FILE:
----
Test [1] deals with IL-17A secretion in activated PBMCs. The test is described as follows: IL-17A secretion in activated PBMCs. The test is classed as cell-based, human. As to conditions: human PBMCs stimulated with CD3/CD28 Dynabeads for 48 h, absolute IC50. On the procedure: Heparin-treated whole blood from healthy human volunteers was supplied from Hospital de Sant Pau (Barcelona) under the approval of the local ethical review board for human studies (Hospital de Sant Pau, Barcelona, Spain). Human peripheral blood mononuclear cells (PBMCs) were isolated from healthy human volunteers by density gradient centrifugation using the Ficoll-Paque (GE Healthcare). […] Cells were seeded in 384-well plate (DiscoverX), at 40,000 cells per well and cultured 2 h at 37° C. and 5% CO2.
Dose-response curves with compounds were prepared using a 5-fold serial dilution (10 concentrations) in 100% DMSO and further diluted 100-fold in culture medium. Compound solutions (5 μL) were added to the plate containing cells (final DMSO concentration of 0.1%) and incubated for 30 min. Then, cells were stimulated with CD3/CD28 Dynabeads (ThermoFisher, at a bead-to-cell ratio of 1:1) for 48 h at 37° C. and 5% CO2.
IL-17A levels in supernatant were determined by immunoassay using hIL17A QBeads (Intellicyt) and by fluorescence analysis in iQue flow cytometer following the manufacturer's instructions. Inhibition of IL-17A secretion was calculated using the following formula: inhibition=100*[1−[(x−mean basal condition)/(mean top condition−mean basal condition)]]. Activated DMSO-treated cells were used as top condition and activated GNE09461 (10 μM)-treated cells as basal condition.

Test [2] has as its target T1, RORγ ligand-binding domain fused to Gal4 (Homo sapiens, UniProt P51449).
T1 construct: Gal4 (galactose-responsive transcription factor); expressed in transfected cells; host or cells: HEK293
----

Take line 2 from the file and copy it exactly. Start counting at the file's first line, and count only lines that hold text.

Dose-response curves with compounds were prepared using a 5-fold serial dilution (10 concentrations) in 100% DMSO and further diluted 100-fold in culture medium. Compound solutions (5 μL) were added to the plate containing cells (final DMSO concentration of 0.1%) and incubated for 30 min. Then, cells were stimulated with CD3/CD28 Dynabeads (ThermoFisher, at a bead-to-cell ratio of 1:1) for 48 h at 37° C. and 5% CO2.